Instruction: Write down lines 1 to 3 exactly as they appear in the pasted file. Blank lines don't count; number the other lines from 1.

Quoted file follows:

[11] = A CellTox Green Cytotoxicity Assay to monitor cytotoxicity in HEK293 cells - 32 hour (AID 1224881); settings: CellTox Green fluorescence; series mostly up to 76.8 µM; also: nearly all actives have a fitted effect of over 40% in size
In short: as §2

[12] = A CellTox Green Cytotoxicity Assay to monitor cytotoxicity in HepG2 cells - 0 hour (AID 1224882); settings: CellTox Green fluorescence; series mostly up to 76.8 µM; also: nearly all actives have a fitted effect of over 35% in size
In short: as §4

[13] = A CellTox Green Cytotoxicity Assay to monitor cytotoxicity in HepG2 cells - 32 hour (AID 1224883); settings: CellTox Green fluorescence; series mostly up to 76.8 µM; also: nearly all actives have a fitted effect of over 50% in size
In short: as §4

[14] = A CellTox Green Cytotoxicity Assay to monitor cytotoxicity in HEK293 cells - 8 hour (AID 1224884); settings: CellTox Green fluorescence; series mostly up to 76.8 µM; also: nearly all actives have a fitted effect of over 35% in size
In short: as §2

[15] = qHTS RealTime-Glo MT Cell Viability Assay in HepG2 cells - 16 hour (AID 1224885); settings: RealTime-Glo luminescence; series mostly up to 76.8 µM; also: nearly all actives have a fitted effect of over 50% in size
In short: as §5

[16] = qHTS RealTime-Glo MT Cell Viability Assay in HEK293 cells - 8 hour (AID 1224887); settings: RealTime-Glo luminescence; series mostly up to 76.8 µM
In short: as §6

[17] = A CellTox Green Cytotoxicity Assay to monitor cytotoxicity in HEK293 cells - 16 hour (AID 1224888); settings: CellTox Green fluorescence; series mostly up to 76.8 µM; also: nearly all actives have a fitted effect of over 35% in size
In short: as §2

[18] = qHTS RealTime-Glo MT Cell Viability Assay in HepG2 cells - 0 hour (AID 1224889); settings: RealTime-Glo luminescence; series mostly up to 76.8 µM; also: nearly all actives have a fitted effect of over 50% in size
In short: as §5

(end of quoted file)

[11] = A CellTox Green Cytotoxicity Assay to monitor cytotoxicity in HEK293 cells - 32 hour (AID 1224881); settings: CellTox Green fluorescence; series mostly up to 76.8 µM; also: nearly all actives have a fitted effect of over 40% in size
In short: as §2

[12] = A CellTox Green Cytotoxicity Assay to monitor cytotoxicity in HepG2 cells - 0 hour (AID 1224882); settings: CellTox Green fluorescence; series mostly up to 76.8 µM; also: nearly all actives have a fitted effect of over 35% in size